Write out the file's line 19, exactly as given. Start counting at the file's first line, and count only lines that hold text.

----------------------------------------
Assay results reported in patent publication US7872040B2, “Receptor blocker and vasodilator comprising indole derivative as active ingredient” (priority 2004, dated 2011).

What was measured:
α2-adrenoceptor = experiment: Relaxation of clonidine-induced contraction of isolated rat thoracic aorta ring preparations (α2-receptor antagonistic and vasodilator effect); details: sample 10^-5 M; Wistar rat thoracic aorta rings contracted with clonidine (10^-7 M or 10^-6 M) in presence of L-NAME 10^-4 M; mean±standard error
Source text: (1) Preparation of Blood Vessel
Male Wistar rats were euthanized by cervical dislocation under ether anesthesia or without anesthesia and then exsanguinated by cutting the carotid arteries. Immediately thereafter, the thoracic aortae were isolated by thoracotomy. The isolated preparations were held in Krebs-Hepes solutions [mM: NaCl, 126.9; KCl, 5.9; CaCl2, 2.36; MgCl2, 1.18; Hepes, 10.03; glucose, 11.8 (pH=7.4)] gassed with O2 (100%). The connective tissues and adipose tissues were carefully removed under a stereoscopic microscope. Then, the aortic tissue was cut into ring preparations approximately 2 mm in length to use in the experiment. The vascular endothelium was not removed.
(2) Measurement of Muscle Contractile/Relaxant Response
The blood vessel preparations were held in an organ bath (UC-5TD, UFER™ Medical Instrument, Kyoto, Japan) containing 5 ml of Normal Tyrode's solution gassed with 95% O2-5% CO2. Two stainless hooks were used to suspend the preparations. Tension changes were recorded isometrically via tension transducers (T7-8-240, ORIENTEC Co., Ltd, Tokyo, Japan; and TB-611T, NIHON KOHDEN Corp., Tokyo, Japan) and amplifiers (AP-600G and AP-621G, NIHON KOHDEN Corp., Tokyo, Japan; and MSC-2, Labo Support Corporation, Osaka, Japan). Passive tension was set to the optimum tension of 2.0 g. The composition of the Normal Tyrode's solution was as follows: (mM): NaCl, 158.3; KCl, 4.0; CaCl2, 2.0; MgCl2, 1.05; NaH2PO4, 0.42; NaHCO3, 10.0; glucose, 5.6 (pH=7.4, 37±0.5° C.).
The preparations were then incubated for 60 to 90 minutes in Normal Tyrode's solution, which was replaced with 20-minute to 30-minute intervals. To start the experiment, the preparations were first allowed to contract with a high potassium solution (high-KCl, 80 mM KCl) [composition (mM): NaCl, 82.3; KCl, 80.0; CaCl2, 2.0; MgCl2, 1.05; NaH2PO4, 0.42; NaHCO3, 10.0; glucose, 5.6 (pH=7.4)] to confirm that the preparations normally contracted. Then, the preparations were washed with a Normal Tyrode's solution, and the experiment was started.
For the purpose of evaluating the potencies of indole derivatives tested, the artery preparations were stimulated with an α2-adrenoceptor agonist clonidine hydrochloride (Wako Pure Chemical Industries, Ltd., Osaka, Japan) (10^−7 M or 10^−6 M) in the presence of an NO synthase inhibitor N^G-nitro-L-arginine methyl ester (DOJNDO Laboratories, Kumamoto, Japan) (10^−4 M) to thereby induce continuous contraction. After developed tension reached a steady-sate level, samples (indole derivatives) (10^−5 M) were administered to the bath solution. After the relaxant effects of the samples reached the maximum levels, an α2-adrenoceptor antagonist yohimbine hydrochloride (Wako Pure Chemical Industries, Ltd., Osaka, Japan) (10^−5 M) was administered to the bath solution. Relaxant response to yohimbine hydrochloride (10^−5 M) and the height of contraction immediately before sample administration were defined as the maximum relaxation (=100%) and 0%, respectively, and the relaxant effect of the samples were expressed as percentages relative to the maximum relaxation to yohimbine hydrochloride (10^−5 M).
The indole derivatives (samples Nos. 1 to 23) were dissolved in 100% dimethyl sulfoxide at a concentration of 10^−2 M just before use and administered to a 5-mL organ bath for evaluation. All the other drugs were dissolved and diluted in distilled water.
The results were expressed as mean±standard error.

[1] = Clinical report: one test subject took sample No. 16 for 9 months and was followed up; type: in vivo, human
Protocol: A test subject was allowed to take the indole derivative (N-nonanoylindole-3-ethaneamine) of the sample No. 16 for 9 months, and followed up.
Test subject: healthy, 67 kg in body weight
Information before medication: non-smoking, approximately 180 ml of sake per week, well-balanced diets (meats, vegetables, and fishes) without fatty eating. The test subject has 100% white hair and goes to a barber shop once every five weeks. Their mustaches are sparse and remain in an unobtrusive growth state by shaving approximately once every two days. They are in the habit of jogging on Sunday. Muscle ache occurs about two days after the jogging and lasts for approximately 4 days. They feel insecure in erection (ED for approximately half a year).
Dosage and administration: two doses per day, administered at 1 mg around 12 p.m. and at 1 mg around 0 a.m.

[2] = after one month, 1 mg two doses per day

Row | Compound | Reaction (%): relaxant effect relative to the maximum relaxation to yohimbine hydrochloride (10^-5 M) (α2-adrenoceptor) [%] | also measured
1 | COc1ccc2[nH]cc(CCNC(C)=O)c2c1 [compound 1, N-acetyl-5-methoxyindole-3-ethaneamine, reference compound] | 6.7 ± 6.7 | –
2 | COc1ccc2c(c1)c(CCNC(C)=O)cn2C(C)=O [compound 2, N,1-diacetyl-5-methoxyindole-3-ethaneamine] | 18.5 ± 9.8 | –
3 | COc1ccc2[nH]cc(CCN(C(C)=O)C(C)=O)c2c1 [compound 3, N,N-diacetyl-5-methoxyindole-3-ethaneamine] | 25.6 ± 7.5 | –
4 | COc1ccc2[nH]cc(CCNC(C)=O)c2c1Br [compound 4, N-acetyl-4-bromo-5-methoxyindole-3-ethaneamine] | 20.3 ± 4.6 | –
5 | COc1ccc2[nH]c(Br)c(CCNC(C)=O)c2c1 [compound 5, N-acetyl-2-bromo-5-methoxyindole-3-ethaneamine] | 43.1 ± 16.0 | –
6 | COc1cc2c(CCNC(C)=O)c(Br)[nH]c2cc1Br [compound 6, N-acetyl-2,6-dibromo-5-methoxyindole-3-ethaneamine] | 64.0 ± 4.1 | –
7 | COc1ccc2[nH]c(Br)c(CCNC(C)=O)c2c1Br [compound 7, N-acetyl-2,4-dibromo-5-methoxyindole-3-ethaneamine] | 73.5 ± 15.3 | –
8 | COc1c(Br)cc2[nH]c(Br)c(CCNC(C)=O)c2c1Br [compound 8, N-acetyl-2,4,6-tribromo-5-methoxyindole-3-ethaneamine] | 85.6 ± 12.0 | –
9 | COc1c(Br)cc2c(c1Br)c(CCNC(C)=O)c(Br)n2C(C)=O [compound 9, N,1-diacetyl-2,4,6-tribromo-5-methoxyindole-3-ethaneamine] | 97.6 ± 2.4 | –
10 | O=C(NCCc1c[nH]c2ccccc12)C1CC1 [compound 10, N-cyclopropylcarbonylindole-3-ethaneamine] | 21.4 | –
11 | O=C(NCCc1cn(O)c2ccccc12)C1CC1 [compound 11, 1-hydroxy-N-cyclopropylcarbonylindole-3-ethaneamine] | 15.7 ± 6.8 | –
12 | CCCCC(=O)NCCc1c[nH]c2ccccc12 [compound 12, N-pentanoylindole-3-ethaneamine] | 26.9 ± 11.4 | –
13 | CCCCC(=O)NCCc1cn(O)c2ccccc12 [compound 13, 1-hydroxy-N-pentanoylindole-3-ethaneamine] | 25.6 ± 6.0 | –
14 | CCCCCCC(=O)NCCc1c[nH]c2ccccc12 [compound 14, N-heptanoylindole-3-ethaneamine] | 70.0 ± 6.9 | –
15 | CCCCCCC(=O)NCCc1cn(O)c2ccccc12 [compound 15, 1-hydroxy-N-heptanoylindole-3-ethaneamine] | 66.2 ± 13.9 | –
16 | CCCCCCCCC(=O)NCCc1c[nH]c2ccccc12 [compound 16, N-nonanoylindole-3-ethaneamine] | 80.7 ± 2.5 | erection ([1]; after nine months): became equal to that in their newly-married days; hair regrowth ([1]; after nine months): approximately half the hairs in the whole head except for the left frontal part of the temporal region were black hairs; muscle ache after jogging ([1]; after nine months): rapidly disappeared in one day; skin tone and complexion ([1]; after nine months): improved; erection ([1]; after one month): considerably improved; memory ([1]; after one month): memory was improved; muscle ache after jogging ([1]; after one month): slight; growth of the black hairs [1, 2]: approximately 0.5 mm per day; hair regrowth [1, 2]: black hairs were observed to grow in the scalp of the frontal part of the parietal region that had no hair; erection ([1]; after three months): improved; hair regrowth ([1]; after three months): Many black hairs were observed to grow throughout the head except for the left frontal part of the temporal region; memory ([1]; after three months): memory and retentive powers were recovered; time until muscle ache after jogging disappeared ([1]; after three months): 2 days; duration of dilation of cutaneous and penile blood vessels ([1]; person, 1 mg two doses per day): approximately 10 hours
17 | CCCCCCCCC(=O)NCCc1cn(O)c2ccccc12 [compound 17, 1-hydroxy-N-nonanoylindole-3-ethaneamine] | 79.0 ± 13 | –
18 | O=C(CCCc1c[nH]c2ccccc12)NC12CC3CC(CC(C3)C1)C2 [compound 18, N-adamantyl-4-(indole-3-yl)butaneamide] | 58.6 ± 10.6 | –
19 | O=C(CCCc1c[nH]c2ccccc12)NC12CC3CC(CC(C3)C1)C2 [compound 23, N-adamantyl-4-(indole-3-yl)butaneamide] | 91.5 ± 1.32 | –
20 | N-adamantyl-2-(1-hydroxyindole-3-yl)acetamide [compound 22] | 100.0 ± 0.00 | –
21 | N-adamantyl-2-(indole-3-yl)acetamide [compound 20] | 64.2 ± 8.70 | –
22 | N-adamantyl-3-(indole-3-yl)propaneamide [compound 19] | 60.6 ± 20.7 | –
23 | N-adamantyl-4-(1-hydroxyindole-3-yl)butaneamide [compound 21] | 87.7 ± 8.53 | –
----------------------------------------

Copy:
1 | COc1ccc2[nH]cc(CCNC(C)=O)c2c1 [compound 1, N-acetyl-5-methoxyindole-3-ethaneamine, reference compound] | 6.7 ± 6.7 | –